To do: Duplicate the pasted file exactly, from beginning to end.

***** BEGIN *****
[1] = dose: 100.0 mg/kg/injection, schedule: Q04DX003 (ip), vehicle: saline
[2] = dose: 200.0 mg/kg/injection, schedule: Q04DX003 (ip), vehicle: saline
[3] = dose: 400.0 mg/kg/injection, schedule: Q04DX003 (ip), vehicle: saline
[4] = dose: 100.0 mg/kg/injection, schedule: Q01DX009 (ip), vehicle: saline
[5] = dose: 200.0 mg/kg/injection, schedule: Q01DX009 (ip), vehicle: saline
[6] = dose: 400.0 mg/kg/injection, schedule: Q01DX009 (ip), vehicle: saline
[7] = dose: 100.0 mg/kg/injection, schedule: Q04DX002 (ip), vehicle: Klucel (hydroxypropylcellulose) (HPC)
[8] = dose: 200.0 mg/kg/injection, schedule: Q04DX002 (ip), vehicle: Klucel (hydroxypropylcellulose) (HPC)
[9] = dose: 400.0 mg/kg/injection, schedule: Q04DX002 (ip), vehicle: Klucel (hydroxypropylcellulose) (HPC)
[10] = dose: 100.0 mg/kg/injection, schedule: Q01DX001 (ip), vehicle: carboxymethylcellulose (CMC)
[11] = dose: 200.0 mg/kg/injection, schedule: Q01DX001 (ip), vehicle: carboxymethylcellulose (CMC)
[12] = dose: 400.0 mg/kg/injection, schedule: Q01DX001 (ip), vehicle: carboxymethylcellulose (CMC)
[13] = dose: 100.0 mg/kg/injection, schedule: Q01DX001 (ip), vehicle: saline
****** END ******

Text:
[1] = dose: 100.0 mg/kg/injection, schedule: Q04DX003 (ip), vehicle: saline
[2] = dose: 200.0 mg/kg/injection, schedule: Q04DX003 (ip), vehicle: saline
[3] = dose: 400.0 mg/kg/injection, schedule: Q04DX003 (ip), vehicle: saline
[4] = dose: 100.0 mg/kg/injection, schedule: Q01DX009 (ip), vehicle: saline
[5] = dose: 200.0 mg/kg/injection, schedule: Q01DX009 (ip), vehicle: saline
[6] = dose: 400.0 mg/kg/injection, schedule: Q01DX009 (ip), vehicle: saline
[7] = dose: 100.0 mg/kg/injection, schedule: Q04DX002 (ip), vehicle: Klucel (hydroxypropylcellulose) (HPC)
[8] = dose: 200.0 mg/kg/injection, schedule: Q04DX002 (ip), vehicle: Klucel (hydroxypropylcellulose) (HPC)
[9] = dose: 400.0 mg/kg/injection, schedule: Q04DX002 (ip), vehicle: Klucel (hydroxypropylcellulose) (HPC)
[10] = dose: 100.0 mg/kg/injection, schedule: Q01DX001 (ip), vehicle: carboxymethylcellulose (CMC)
[11] = dose: 200.0 mg/kg/injection, schedule: Q01DX001 (ip), vehicle: carboxymethylcellulose (CMC)
[12] = dose: 400.0 mg/kg/injection, schedule: Q01DX001 (ip), vehicle: carboxymethylcellulose (CMC)
[13] = dose: 100.0 mg/kg/injection, schedule: Q01DX001 (ip), vehicle: saline